As mentioned above, the cryptographic assumptions used also largely determine which algebraic domains can be used as the alphabet for our arithmetic operations. For example, if we use bilinear pairing, the alphabet we will use for arithmetization is a cyclic group of elliptic curve points. This group must be a large prime number, which means we need to perform arithmetic operations on this domain. As another example, the SuperSonic system (in one of its versions) uses RSA integers, in which case Alphabet will be a large prime field. In contrast, when using Merkle trees, the size of Alphabet can be arbitrary, allowing arithmetic operations on any finite field. This includes the examples above, as well as arbitrary prime fields, extensions of small prime fields, such as binary fields. The field type is important because the smaller the field, the faster the proof and validation time.

C. R1CS vs. General Polynomial Constraints

Zcash-type SNARKs use bilinear pairings on elliptic curves to compute constraints. This special use of bilinear pairing [7] limits the gate operation of the quadratic rank 1 constraint system (R1CS). The simplicity and generality of R1CS has led many other systems to use this form of arithmetic for circuits, although more general forms of constraints such as arbitrary rank quadratic forms or higher order constraints can be used.


Let's clarify the differences between STARKs and SNARKs. Both terms have specific mathematical definitions, and some structures can be instantiated as STARKs or SNARKs, or both. Different terms emphasize different properties of the proof system. Let's examine it in more detail (see Figure 5).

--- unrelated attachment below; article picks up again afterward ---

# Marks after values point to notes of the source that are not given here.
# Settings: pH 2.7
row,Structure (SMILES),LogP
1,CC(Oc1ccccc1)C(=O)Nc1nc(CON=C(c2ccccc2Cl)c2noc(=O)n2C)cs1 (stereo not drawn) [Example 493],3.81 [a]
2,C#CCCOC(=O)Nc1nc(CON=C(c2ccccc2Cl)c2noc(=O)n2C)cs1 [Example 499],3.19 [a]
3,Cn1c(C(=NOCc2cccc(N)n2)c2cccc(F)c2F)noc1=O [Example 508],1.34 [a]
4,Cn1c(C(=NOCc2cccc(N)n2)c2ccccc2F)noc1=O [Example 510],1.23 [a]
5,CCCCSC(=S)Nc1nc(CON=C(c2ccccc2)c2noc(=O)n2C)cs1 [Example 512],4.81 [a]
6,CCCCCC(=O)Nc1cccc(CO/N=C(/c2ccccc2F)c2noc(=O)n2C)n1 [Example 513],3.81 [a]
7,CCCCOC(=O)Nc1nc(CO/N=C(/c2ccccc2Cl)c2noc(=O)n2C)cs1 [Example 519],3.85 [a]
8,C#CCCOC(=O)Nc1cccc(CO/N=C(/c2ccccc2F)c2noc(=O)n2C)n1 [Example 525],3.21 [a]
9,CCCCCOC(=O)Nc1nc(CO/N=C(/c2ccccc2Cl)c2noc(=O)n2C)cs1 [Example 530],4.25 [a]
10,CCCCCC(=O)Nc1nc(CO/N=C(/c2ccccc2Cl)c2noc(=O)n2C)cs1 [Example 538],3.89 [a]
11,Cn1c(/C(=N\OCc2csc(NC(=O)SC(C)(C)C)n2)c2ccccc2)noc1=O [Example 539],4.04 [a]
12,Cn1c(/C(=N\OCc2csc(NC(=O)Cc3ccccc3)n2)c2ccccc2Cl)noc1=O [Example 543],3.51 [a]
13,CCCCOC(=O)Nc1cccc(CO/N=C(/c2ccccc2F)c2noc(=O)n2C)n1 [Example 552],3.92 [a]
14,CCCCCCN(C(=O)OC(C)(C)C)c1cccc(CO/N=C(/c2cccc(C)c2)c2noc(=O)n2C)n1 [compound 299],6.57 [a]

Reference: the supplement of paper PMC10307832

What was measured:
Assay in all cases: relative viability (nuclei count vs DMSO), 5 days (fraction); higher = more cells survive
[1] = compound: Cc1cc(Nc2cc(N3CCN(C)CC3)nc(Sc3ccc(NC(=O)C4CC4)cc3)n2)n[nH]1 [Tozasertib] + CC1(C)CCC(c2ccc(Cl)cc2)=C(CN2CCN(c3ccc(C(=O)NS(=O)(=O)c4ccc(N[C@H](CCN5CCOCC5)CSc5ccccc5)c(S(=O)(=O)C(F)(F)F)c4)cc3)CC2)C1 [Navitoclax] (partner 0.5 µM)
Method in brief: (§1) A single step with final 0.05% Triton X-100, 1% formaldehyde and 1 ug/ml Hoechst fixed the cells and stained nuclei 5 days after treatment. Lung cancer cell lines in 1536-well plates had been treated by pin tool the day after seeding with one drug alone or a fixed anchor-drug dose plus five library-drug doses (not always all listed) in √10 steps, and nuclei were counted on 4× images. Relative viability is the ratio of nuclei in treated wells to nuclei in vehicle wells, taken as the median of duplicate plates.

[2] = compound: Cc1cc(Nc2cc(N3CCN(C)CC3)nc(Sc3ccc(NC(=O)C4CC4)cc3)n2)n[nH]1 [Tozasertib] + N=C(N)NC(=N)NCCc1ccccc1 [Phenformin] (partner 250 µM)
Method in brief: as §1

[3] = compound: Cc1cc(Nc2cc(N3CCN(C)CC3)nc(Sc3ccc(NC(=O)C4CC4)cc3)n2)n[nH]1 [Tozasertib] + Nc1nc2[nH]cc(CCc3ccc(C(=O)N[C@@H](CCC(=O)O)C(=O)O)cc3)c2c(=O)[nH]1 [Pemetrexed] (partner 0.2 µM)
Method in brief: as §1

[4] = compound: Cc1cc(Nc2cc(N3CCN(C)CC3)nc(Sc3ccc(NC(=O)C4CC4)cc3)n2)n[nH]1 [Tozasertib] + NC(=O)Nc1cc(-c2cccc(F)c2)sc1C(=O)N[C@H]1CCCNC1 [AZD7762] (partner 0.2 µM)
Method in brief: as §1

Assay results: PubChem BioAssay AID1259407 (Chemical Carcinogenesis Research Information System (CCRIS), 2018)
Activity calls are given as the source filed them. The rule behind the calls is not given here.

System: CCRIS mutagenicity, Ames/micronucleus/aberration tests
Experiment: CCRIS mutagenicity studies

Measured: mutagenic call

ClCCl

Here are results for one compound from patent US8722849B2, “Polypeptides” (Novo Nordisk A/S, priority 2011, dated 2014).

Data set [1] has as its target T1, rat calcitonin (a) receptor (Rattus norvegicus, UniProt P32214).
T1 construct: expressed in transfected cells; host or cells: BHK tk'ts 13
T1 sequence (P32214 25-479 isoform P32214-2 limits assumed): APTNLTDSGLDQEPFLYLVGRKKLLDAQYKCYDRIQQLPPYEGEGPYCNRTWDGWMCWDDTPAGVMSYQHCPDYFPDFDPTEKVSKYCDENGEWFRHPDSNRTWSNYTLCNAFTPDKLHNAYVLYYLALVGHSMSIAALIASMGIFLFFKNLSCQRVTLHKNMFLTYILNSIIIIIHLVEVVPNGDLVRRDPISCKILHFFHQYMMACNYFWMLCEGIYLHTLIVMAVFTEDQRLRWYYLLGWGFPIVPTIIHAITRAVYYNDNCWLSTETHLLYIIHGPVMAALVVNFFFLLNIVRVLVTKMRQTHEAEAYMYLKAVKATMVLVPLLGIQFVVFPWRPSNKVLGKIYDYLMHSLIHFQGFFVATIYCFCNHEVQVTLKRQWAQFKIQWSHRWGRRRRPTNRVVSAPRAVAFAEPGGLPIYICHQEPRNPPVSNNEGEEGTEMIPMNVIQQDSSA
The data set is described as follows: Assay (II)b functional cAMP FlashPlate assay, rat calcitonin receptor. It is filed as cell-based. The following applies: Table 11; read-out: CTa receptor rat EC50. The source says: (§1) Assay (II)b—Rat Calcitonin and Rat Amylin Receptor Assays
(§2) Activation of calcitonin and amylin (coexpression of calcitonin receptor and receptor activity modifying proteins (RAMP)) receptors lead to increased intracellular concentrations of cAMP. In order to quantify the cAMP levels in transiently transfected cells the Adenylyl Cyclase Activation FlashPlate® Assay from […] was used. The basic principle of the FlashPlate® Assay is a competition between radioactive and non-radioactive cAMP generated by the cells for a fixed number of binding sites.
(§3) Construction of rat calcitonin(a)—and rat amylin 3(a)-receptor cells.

Figure 5: STARK vs. SNARK


Here S stands for scalability, which means that as the batch size n increases, it proves that the time size and n are in a quasi-linear relationship, and it is verified that the time size and n are in a multi-logarithmic relationship [8] .

T in STARK stands for transparency, which means that all verifier messages are public random coins (without trusted settings). According to this definition, if there are any preprocessing settings, it must be concise (multi-logarithmic) and must only include sampling public random coins.


Here S stands for simplicity, which means that the verification time is logarithmic in n (no quasi-linear proof time is required), and N means non-interactive, which means that after the preprocessing stage (which may be non-transparent), The proof system cannot allow any further interaction. Note that according to this definition, a non-concise trusted setup phase is allowed. Generally speaking, the system does not need to be transparent, but it must be non-interactive (after the pre-processing phase, this is inevitable).